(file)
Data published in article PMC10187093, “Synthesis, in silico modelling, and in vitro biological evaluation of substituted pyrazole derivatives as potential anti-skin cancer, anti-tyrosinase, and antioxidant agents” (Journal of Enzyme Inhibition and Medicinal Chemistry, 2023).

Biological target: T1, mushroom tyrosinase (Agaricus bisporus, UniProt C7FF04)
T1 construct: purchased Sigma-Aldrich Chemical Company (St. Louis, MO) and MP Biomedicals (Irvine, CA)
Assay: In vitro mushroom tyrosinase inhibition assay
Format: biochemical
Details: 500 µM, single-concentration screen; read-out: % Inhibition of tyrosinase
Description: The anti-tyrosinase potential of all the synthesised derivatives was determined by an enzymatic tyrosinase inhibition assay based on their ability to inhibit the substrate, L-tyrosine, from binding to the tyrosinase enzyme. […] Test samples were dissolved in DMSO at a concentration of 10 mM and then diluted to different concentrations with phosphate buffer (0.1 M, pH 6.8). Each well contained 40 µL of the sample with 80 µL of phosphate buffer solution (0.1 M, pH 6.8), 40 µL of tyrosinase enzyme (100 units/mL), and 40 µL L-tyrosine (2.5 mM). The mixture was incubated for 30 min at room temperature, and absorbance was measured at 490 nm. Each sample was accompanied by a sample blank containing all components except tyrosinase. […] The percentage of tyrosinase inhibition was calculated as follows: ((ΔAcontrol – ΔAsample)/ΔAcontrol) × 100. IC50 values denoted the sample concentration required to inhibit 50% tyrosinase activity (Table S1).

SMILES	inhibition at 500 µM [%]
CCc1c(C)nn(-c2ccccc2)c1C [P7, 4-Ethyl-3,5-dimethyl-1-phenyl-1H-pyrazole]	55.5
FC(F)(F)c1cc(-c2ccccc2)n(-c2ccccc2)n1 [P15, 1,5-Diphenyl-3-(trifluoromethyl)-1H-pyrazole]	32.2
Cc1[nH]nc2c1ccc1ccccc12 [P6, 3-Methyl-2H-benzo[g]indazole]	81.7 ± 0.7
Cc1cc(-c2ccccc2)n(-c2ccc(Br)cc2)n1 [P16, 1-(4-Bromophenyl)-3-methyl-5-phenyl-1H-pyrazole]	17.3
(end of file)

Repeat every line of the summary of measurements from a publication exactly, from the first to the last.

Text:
Data published in article PMC10187093, “Synthesis, in silico modelling, and in vitro biological evaluation of substituted pyrazole derivatives as potential anti-skin cancer, anti-tyrosinase, and antioxidant agents” (Journal of Enzyme Inhibition and Medicinal Chemistry, 2023).

Biological target: T1, mushroom tyrosinase (Agaricus bisporus, UniProt C7FF04)
T1 construct: purchased Sigma-Aldrich Chemical Company (St. Louis, MO) and MP Biomedicals (Irvine, CA)
Assay: In vitro mushroom tyrosinase inhibition assay
Format: biochemical
Details: 500 µM, single-concentration screen; read-out: % Inhibition of tyrosinase
Description: The anti-tyrosinase potential of all the synthesised derivatives was determined by an enzymatic tyrosinase inhibition assay based on their ability to inhibit the substrate, L-tyrosine, from binding to the tyrosinase enzyme. […] Test samples were dissolved in DMSO at a concentration of 10 mM and then diluted to different concentrations with phosphate buffer (0.1 M, pH 6.8). Each well contained 40 µL of the sample with 80 µL of phosphate buffer solution (0.1 M, pH 6.8), 40 µL of tyrosinase enzyme (100 units/mL), and 40 µL L-tyrosine (2.5 mM). The mixture was incubated for 30 min at room temperature, and absorbance was measured at 490 nm. Each sample was accompanied by a sample blank containing all components except tyrosinase. […] The percentage of tyrosinase inhibition was calculated as follows: ((ΔAcontrol – ΔAsample)/ΔAcontrol) × 100. IC50 values denoted the sample concentration required to inhibit 50% tyrosinase activity (Table S1).

SMILES	inhibition at 500 µM [%]
CCc1c(C)nn(-c2ccccc2)c1C [P7, 4-Ethyl-3,5-dimethyl-1-phenyl-1H-pyrazole]	55.5
FC(F)(F)c1cc(-c2ccccc2)n(-c2ccccc2)n1 [P15, 1,5-Diphenyl-3-(trifluoromethyl)-1H-pyrazole]	32.2
Cc1[nH]nc2c1ccc1ccccc12 [P6, 3-Methyl-2H-benzo[g]indazole]	81.7 ± 0.7
Cc1cc(-c2ccccc2)n(-c2ccc(Br)cc2)n1 [P16, 1-(4-Bromophenyl)-3-methyl-5-phenyl-1H-pyrazole]	17.3